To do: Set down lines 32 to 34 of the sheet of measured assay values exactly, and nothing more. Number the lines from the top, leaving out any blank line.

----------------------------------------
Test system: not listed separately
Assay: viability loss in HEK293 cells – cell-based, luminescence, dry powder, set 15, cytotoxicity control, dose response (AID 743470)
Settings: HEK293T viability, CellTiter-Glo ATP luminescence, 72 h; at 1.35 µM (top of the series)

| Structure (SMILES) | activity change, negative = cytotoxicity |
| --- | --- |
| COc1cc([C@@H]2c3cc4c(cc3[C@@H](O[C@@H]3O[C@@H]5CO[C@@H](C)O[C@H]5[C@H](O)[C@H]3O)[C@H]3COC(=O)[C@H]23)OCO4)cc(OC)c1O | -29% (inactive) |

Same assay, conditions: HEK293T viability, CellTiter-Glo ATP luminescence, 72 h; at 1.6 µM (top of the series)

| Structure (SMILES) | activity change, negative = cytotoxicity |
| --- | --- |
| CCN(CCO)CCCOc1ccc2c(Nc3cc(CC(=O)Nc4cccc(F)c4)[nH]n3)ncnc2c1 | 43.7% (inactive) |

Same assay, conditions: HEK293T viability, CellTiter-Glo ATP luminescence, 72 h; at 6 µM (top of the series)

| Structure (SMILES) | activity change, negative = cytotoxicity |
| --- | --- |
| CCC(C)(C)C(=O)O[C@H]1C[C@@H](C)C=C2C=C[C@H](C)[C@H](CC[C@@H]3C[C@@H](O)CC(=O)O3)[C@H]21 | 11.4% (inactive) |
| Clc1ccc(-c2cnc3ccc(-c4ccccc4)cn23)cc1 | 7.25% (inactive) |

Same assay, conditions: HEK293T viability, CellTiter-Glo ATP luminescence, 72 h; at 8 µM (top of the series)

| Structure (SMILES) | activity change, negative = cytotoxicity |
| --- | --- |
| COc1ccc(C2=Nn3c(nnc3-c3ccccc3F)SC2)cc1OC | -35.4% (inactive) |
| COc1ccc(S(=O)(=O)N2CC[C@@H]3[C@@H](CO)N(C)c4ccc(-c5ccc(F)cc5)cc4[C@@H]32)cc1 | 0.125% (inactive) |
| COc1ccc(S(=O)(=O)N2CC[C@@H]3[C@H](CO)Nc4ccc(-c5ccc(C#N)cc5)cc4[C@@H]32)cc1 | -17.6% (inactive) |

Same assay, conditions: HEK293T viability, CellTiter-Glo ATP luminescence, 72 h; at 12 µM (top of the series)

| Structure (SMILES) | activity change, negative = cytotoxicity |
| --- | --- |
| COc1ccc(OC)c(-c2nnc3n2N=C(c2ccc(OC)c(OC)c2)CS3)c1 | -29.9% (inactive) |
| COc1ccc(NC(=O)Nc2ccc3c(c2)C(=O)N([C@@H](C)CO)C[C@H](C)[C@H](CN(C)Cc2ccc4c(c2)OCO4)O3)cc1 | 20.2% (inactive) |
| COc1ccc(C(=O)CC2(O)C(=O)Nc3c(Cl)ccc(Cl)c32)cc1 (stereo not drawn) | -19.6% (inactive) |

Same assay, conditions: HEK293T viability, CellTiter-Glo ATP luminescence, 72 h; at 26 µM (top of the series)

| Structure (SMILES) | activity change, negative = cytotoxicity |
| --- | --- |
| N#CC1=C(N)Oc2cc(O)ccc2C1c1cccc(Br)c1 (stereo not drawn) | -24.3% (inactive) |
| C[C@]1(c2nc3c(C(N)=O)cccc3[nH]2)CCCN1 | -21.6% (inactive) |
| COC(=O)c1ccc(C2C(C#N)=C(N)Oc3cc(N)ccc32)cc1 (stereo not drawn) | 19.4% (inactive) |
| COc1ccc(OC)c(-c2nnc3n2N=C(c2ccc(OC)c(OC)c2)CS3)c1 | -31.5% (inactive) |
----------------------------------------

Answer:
| C[C@]1(c2nc3c(C(N)=O)cccc3[nH]2)CCCN1 | -21.6% (inactive) |
| COC(=O)c1ccc(C2C(C#N)=C(N)Oc3cc(N)ccc32)cc1 (stereo not drawn) | 19.4% (inactive) |
| COc1ccc(OC)c(-c2nnc3n2N=C(c2ccc(OC)c(OC)c2)CS3)c1 | -31.5% (inactive) |